As I have written previously, see “My Joel Barkan Tribute“, US Ambassador Smith Hempstone, a George H.W. Bush political appointee, wrote in his memoir Rogue Ambassador that he had recommended to Moi that Kenya allow the National Democratic Institute (NDI) to observe that first post-independence multi-party election featuring FORD-Kenya (Jaramogi Oginga Odinga), Ford-Asili (Kenneth Matiba) and the Democratic Party (Mwai Kibaki) among others challenging Moi’s KANU. Moi vetoed NDI for the Election Observation Mission but went ahead to invite “sister organization” the International Republican Institute (IRI) for whom I served years later in 2007-08 as Resident Director for East Africa in Nairobi.
IRI and NDI are private District of Columbia not-for-profit corporations established originally at the Republican and Democratic National Committees, respectively. Along with two other special purpose democracy assistance not-for-profits associated with two other parents, the United States Chamber of Commerce and AFL-CIO (an affiation of labor unions), these four “core institutes” receive funding from the National Endowment for Democracy or NED, pursuant to 1983 legislation. NED receives direct funding from the United States Government and is also able to raise private donations, as are the four “core institutes”.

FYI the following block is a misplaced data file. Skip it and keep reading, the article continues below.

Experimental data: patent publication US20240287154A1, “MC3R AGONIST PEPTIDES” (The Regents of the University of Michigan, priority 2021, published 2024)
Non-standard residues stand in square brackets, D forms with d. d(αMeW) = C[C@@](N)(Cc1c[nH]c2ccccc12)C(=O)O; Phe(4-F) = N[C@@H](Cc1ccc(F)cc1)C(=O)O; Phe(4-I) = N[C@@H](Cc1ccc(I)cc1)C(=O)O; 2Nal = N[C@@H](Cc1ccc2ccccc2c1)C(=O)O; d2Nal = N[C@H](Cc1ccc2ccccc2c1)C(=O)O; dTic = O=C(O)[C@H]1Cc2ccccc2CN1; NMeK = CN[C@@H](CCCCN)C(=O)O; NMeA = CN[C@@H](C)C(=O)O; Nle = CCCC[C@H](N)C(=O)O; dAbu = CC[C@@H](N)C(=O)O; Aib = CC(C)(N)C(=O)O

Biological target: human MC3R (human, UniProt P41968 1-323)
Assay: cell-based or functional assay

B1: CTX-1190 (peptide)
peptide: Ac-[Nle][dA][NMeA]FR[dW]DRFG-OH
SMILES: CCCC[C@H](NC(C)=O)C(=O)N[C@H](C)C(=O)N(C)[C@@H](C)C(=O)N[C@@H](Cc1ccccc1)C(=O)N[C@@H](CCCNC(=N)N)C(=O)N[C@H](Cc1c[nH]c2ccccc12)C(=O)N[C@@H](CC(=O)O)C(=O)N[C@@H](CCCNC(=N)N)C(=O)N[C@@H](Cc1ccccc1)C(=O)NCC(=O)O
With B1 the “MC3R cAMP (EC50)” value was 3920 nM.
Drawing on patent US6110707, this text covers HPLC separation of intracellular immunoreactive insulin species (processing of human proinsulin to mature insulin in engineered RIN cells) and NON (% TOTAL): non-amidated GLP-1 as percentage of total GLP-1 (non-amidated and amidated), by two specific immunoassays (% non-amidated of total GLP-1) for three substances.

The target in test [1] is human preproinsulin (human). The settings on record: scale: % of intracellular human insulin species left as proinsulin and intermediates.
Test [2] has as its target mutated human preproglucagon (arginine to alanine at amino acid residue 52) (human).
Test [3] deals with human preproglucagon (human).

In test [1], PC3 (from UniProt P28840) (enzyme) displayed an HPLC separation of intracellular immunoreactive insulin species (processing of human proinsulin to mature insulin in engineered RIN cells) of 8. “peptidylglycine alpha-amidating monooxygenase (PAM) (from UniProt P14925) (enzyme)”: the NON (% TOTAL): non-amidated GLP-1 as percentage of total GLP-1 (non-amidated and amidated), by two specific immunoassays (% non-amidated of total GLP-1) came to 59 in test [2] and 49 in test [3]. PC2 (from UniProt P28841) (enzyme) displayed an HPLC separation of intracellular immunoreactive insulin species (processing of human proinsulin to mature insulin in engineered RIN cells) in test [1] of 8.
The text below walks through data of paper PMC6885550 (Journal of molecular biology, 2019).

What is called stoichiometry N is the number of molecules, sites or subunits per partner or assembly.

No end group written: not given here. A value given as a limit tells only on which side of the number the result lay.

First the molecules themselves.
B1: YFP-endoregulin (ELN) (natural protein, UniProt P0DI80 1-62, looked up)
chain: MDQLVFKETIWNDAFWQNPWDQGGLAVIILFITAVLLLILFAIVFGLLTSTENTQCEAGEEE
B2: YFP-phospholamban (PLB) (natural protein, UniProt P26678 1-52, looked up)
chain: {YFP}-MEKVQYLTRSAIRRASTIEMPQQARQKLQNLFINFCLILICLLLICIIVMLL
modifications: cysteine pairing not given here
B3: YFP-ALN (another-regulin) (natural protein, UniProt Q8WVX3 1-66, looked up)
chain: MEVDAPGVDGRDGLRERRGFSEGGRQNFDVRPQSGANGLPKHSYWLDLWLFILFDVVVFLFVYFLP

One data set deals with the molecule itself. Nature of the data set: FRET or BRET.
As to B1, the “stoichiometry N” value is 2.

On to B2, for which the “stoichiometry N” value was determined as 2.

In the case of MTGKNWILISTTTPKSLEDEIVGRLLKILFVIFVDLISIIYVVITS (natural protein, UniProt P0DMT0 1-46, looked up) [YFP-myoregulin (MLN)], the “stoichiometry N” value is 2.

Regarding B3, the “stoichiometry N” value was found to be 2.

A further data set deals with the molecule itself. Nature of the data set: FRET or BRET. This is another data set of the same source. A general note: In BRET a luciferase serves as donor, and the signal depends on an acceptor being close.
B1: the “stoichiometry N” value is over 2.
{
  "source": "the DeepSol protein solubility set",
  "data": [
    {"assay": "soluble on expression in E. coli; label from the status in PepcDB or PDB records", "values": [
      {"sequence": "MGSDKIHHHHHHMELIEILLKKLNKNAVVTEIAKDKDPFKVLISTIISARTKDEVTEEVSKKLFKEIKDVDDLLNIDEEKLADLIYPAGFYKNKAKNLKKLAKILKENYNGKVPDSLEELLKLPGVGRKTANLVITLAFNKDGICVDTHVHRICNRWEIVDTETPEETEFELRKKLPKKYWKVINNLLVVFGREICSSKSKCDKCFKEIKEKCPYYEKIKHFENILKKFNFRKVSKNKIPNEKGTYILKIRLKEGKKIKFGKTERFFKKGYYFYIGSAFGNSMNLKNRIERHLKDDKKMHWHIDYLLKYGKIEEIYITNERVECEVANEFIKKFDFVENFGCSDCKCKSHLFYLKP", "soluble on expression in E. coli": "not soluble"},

It never came to my attention one way or the other whether Black, Manafort, Stone & Kelly consulted Moi on the decision to reject NDI in favor of IRI or what Moi’s considerations might have been in taking that position. Nor of the State Department, USAID and/or others in the US Government and in IRI in going along.
Moi was re-elected according to the Electoral Commission of Kenya with approximately 36% of the vote.